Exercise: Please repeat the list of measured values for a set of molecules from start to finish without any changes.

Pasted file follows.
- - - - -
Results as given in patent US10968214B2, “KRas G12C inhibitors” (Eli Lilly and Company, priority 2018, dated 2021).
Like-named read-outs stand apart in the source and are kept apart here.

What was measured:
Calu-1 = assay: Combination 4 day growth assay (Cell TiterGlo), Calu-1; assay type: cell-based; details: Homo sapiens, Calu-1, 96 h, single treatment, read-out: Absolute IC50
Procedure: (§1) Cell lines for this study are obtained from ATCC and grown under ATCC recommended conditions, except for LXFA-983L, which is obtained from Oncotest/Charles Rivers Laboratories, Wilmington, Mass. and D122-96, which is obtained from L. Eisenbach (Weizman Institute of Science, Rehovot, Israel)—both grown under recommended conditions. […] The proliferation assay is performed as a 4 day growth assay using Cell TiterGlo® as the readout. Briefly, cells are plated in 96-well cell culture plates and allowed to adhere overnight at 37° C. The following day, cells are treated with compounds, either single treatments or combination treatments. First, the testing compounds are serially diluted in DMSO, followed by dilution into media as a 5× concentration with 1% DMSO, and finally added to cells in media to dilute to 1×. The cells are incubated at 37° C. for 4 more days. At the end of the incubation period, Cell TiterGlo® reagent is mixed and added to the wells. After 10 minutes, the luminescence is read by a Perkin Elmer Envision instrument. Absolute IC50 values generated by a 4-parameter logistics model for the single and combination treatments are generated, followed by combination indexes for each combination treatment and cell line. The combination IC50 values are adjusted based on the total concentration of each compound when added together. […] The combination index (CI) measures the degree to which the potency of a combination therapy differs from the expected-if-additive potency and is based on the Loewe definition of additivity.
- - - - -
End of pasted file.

Results as given in patent US10968214B2, “KRas G12C inhibitors” (Eli Lilly and Company, priority 2018, dated 2021).
Like-named read-outs stand apart in the source and are kept apart here.

What was measured:
Calu-1 = assay: Combination 4 day growth assay (Cell TiterGlo), Calu-1; assay type: cell-based; details: Homo sapiens, Calu-1, 96 h, single treatment, read-out: Absolute IC50
Procedure: (§1) Cell lines for this study are obtained from ATCC and grown under ATCC recommended conditions, except for LXFA-983L, which is obtained from Oncotest/Charles Rivers Laboratories, Wilmington, Mass. and D122-96, which is obtained from L. Eisenbach (Weizman Institute of Science, Rehovot, Israel)—both grown under recommended conditions. […] The proliferation assay is performed as a 4 day growth assay using Cell TiterGlo® as the readout. Briefly, cells are plated in 96-well cell culture plates and allowed to adhere overnight at 37° C. The following day, cells are treated with compounds, either single treatments or combination treatments. First, the testing compounds are serially diluted in DMSO, followed by dilution into media as a 5× concentration with 1% DMSO, and finally added to cells in media to dilute to 1×. The cells are incubated at 37° C. for 4 more days. At the end of the incubation period, Cell TiterGlo® reagent is mixed and added to the wells. After 10 minutes, the luminescence is read by a Perkin Elmer Envision instrument. Absolute IC50 values generated by a 4-parameter logistics model for the single and combination treatments are generated, followed by combination indexes for each combination treatment and cell line. The combination IC50 values are adjusted based on the total concentration of each compound when added together. […] The combination index (CI) measures the degree to which the potency of a combination therapy differs from the expected-if-additive potency and is based on the Loewe definition of additivity.